CEO Message

MCO Funding Must be Restored

California’s Legislature has a little more than a week to finalize the state budget for the coming year — no small task given the multibillion-dollar, multiyear deficit at hand. 

In the final days leading up to the June 15 deadline, there is still an opportunity through the annual budget process for critical funding for Medi-Cal to be allocated for the 2025 fiscal year. 

As a reminder, in an effort to balance the budget, the May budget revision proposed to divert resources from a fee assessed on managed care organizations (MCOs) that were previously committed to investing in Medi-Cal through provider payment increases. This would save the state $879 million in 2024-25 and $2.4 billion annually thereafter. For hospitals, the action would eliminate almost $1.5 billion in new annual funding (including federal matching dollars).   

CHA is part of a broad coalition of providers and health plans committed to ensuring these funds remain promised to Medi-Cal — not balancing the state budget — and we will continue to pursue a ballot initiative in November to lock in the MCO revenue for Medi-Cal providers. 

The Legislature’s budget counterproposal would reinstate some of that funding, but not perhaps until 2026. That’s too late for the millions of Californians who rely on Medi-Cal for health coverage but face significant access challenges due to the fact that Medi-Cal reimburses only about three-fourths of the actual cost of health services and providers are struggling to keep their heads above water. 

The fact is that the health care needs of Californians don’t go on hiatus because of the state’s budget challenges. Hospitals, clinics, doctors, Planned Parenthood, and other providers are unable to withstand additional delays in stabilizing the Medi-Cal program if they are to preserve access to care for California’s most vulnerable.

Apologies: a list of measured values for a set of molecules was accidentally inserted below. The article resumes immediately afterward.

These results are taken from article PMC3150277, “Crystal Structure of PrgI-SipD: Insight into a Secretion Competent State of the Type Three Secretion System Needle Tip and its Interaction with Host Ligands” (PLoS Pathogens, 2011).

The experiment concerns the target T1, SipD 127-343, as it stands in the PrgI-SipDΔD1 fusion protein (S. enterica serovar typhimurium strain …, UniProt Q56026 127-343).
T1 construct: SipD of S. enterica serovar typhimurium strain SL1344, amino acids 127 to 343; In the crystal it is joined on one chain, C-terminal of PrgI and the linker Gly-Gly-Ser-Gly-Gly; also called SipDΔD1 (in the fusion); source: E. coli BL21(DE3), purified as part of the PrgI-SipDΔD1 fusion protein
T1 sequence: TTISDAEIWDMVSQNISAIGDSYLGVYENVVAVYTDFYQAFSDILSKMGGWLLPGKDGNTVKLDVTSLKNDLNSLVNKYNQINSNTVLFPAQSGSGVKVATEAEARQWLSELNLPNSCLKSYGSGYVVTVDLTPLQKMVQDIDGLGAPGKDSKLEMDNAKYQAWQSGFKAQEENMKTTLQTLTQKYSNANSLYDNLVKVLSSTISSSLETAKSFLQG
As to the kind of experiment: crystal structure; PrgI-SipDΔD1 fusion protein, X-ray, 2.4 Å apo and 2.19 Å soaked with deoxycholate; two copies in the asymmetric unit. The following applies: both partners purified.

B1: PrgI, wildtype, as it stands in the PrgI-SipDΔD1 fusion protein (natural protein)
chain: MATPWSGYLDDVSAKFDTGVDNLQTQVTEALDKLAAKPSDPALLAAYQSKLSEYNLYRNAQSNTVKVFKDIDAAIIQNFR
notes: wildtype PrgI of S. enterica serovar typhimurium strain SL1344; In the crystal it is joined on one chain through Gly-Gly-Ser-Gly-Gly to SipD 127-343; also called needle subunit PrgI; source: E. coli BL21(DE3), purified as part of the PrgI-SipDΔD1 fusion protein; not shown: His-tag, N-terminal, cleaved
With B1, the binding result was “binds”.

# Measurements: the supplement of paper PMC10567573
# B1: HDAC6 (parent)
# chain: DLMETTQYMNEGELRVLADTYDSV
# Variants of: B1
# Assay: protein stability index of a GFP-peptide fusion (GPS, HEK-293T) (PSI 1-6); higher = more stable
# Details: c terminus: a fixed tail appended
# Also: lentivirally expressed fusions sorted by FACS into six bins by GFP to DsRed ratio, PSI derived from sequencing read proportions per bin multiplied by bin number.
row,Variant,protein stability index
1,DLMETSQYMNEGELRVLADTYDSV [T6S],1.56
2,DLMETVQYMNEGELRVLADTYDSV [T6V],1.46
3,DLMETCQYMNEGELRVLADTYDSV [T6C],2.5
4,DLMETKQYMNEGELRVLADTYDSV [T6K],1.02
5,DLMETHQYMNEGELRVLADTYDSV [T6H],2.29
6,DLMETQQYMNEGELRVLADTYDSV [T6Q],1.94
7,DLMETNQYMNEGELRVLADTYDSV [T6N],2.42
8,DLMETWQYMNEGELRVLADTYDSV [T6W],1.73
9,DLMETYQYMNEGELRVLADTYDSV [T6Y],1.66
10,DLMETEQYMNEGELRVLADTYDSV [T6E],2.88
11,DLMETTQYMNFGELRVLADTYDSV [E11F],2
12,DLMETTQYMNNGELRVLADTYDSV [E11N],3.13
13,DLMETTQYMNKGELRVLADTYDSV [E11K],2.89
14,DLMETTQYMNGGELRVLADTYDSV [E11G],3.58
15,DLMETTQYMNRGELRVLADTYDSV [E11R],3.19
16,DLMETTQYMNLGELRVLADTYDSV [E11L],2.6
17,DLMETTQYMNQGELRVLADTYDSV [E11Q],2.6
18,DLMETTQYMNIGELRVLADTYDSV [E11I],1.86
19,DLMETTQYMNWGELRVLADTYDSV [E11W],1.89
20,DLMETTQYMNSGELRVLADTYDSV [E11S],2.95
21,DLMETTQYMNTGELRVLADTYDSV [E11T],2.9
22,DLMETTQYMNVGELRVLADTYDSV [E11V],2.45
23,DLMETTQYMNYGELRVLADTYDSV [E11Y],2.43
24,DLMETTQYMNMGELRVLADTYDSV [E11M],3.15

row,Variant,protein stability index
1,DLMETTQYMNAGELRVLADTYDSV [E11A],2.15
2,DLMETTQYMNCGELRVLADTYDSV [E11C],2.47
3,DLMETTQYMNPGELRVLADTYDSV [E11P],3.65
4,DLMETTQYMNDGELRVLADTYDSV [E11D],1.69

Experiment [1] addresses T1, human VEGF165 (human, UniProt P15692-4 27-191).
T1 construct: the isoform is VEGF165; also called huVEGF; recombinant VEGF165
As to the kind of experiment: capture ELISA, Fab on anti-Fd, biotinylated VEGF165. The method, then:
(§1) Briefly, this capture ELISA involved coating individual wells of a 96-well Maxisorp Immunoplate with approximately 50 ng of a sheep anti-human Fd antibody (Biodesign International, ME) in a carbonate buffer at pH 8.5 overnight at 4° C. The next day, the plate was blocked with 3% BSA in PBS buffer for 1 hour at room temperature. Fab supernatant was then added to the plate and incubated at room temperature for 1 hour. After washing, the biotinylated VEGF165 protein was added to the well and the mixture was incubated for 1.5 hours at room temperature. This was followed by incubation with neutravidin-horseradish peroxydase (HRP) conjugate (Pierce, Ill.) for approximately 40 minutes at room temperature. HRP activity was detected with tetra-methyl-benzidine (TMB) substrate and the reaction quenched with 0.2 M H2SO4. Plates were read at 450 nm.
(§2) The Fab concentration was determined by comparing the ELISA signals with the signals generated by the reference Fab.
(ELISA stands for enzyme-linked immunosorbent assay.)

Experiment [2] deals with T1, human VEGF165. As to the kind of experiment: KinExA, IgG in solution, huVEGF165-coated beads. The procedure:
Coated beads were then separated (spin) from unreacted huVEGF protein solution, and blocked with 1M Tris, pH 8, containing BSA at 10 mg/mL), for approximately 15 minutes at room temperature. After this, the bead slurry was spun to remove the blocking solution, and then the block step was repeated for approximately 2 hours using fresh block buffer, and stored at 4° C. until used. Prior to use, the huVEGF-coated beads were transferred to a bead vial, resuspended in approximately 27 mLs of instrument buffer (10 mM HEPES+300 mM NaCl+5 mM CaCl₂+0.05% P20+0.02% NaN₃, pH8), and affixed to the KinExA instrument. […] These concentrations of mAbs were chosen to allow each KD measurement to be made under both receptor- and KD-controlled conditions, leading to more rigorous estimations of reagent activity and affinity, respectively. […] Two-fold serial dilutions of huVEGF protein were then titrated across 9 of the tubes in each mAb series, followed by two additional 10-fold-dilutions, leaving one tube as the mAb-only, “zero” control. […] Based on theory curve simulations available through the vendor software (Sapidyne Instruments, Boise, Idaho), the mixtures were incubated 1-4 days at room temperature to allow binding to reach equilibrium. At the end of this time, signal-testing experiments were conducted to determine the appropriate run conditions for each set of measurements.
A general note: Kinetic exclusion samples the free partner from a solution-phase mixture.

Earlier this week, CHA sent an alert to hospital leaders asking that they contact their legislators to have them press for restoration of these critical MCO resources. A week earlier, CHA was part of a broad coalition that reached out to legislators seeking reinstatement of the funds

Rates for doctors, clinics, Planned Parenthood, emergency hospital services, maternity wards, and more have not increased in more than a decade — even as inflation has spiraled out of control. Last year, Madera Community Hospital closed, meaning residents in that Central Valley county — one of the poorest in California — now live in a hospital care desert. Other services throughout the state are degrading in real time. 

There is still time for legislators to hear directly from hospital leaders about why any delay in much-needed funds for Medi-Cal will put patient care and access at risk. These MCO resources are key to helping keep facilities open and closing the gap between capacity and demand in vital emergency department care, behavioral health services, and primary and specialty care. 

Please reach out to your state senators and Assembly members today or tomorrow using CHA’s alert as a guide. If you have any questions, contact Mark Farouk, vice president, state advocacy, at